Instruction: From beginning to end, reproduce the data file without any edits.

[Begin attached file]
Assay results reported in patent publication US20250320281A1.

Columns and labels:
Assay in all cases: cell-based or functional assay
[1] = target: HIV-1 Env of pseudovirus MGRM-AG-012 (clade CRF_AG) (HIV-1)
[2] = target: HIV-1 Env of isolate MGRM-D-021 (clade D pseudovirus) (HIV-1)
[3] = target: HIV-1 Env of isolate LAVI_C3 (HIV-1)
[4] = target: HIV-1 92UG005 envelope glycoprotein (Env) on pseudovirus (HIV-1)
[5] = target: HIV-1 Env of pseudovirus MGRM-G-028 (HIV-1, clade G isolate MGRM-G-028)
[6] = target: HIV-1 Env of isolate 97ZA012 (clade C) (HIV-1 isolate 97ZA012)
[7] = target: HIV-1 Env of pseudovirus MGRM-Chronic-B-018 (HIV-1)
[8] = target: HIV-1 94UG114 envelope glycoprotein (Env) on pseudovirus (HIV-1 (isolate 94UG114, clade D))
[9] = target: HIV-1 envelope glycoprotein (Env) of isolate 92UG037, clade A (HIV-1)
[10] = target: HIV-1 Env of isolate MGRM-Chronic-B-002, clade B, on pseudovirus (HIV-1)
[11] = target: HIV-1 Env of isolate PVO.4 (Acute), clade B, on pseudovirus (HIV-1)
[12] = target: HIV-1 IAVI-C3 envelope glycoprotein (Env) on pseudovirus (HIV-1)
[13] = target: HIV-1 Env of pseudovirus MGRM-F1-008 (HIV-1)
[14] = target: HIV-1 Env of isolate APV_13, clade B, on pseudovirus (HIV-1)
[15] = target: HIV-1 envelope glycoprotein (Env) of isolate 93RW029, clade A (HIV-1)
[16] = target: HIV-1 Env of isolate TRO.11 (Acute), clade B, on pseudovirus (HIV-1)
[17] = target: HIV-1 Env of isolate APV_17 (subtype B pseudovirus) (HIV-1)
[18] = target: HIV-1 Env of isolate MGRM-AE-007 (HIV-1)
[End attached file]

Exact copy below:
Assay results reported in patent publication US20250320281A1.

Columns and labels:
Assay in all cases: cell-based or functional assay
[1] = target: HIV-1 Env of pseudovirus MGRM-AG-012 (clade CRF_AG) (HIV-1)
[2] = target: HIV-1 Env of isolate MGRM-D-021 (clade D pseudovirus) (HIV-1)
[3] = target: HIV-1 Env of isolate LAVI_C3 (HIV-1)
[4] = target: HIV-1 92UG005 envelope glycoprotein (Env) on pseudovirus (HIV-1)
[5] = target: HIV-1 Env of pseudovirus MGRM-G-028 (HIV-1, clade G isolate MGRM-G-028)
[6] = target: HIV-1 Env of isolate 97ZA012 (clade C) (HIV-1 isolate 97ZA012)
[7] = target: HIV-1 Env of pseudovirus MGRM-Chronic-B-018 (HIV-1)
[8] = target: HIV-1 94UG114 envelope glycoprotein (Env) on pseudovirus (HIV-1 (isolate 94UG114, clade D))
[9] = target: HIV-1 envelope glycoprotein (Env) of isolate 92UG037, clade A (HIV-1)
[10] = target: HIV-1 Env of isolate MGRM-Chronic-B-002, clade B, on pseudovirus (HIV-1)
[11] = target: HIV-1 Env of isolate PVO.4 (Acute), clade B, on pseudovirus (HIV-1)
[12] = target: HIV-1 IAVI-C3 envelope glycoprotein (Env) on pseudovirus (HIV-1)
[13] = target: HIV-1 Env of pseudovirus MGRM-F1-008 (HIV-1)
[14] = target: HIV-1 Env of isolate APV_13, clade B, on pseudovirus (HIV-1)
[15] = target: HIV-1 envelope glycoprotein (Env) of isolate 93RW029, clade A (HIV-1)
[16] = target: HIV-1 Env of isolate TRO.11 (Acute), clade B, on pseudovirus (HIV-1)
[17] = target: HIV-1 Env of isolate APV_17 (subtype B pseudovirus) (HIV-1)
[18] = target: HIV-1 Env of isolate MGRM-AE-007 (HIV-1)